Aug. 9 (Bloomberg) -- China Overseas Land & Investment Ltd. (688), a Hong Kong-based builder controlled by the Chinese construction ministry, said first-half profit climbed 35 percent on gains from one-time items and property sales.
Net income rose to HK$6.8 billion ($871 million), or 83.7 Hong Kong cents a share, from HK$5.1 billion, or 62 Hong Kong cents a share, a year earlier, the company said in a stock- exchange filing today. Sales rose 25 percent to HK$21.9 billion from HK$17.6 billion, it said.
The developer’s profit rose even as China expanded efforts to control risks of asset bubbles. The cabinet said last month it will rein in residential prices in smaller cities after limiting home purchases in metropolitan areas including Beijing and Shanghai. China is intensifying property restrictions nationwide after developers posted gains in first-half sales and housing transactions climbed 31 percent in June.
“China Overseas’ diversified portfolio in both the country’s major and smaller cities helped boost their sales performance and the earnings,” said Kevin Gin, a Hong Kong- based analyst at Yuanta Securities Co. “Looking forward, the developer has sufficient resources to generate profits from projects.”
The company recorded about HK$1.2 billion from two transactions including the sale of interests in three projects to a real estate fund and the acquisition of the control of China Overseas Grand Ocean Group Ltd., it said in the statement.
The Hong Kong-traded stock fell 3.1 percent to HK$15.92 at 4 p.m. local close, after the results. The shares gained 11 percent this year, the best performer on the Hang Seng Property Index, which tracks the seven-biggest Hong Kong-listed builders.
‘Confident’ on Outlook
Net gearing in the first-half was 38.5 percent and the company aims to keep it below 40 percent, Chairman Kong Qingping said at a press conference in Hong Kong today.
The company is “confident” about the medium and long-term development of China’s property market amid industrialization and urbanization, Kong said in the statement. Property prospects in Hong Kong and Macau are “good,” he said.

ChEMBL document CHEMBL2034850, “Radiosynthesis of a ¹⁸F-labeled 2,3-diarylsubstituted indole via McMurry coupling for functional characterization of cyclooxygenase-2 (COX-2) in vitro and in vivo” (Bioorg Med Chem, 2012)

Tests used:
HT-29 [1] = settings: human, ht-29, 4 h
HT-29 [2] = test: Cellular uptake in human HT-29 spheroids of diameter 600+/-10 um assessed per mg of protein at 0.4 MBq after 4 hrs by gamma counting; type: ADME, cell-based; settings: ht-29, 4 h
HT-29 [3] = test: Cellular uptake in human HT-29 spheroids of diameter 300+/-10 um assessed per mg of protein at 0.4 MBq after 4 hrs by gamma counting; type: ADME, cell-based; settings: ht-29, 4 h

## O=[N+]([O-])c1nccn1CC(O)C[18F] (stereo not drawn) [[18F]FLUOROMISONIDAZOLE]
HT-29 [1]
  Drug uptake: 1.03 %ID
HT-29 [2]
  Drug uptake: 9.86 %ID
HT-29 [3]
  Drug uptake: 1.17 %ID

China Overseas, which builds homes and offices in China, Hong Kong and Macau, said operating profit rose 37 percent to HK$10.9 billion. Operating profit from mainland China increased 29 percent from a year earlier, accounting for 79 percent of the overall result.
The company’s contracted sales advanced 82 percent to HK$60.3 billion in the first seven months from a year earlier, it said in an e-mailed statement yesterday. Hong Kong and Chinese developers usually start selling properties while they’re still under construction and book profits as the projects are being built.
Ahead of Target
“The company has already achieved more than half of the year’s sales target,” said Nicole Wong, a Hong Kong-based property analyst at CLSA Asia-Pacific Markets, who had a “buy” rating on the stock. “China Overseas already operated in those home purchase restriction zones in the first half, so their earnings in the next half will not be much different.”
The company is targeting full-year sales of HK$80 billion yuan this year, Kong said today.
The developer acquired 16 plots in China in the first half and plans to expand its land bank at low cost in the future, it said in the statement. The company’s land reserve is “enough” for the next four to five, said Kong.
China Vanke Co., the country’s biggest developer, said yesterday that first-half profit climbed 5.9 percent from a year earlier as it sold more homes in smaller cities that were immune to government curbs targeting metropolitan areas.
“We’re still facing a very challenging environment,” Kong said today, citing sustained government tightening policies and industry consolidation.
China Overseas cut prices at four projects this year by 10 percent to 15 percent from a year earlier, the company said last month. The price reductions helped boost its market share, CLSA’s Wong said.
--Bonnie Cao. With assistance from Bei Hu in Hong Kong. Editors: Andreea Papuc, Malcolm Scott.
To contact Bloomberg News staff for this story: Bonnie Cao in Shanghai at +86-21-6104-3035 or firstname.lastname@example.org
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